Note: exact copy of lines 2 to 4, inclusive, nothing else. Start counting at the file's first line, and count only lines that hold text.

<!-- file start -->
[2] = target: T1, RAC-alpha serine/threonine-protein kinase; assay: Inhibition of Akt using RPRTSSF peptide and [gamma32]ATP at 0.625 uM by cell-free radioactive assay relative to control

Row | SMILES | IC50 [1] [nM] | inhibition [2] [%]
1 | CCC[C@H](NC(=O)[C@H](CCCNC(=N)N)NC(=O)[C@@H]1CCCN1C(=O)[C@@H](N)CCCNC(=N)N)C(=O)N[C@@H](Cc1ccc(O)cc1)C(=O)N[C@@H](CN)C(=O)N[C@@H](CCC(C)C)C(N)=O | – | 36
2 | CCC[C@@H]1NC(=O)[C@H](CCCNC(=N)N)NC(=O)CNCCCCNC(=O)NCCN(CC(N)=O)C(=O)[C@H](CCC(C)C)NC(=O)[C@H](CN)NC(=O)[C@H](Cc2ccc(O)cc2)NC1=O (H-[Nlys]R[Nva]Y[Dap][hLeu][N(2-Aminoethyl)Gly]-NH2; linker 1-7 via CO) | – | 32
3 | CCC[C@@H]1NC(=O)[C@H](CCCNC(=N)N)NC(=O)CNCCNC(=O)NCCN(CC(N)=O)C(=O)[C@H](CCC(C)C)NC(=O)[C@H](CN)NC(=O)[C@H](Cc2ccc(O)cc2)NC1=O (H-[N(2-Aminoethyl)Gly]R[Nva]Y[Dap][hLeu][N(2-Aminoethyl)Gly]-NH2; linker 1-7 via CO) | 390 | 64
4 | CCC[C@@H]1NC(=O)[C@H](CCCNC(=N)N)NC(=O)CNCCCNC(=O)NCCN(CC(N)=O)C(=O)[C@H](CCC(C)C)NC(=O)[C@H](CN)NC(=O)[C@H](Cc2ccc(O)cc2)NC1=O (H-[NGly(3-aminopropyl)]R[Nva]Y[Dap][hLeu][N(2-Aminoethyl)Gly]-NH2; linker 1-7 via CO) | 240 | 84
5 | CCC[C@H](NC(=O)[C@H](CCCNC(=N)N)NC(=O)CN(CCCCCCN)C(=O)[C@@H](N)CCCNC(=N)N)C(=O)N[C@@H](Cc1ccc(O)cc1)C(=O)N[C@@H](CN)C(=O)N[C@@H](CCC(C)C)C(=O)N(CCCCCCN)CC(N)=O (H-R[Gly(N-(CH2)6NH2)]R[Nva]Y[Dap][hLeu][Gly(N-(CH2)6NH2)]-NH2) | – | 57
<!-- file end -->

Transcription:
Row | SMILES | IC50 [1] [nM] | inhibition [2] [%]
1 | CCC[C@H](NC(=O)[C@H](CCCNC(=N)N)NC(=O)[C@@H]1CCCN1C(=O)[C@@H](N)CCCNC(=N)N)C(=O)N[C@@H](Cc1ccc(O)cc1)C(=O)N[C@@H](CN)C(=O)N[C@@H](CCC(C)C)C(N)=O | – | 36
2 | CCC[C@@H]1NC(=O)[C@H](CCCNC(=N)N)NC(=O)CNCCCCNC(=O)NCCN(CC(N)=O)C(=O)[C@H](CCC(C)C)NC(=O)[C@H](CN)NC(=O)[C@H](Cc2ccc(O)cc2)NC1=O (H-[Nlys]R[Nva]Y[Dap][hLeu][N(2-Aminoethyl)Gly]-NH2; linker 1-7 via CO) | – | 32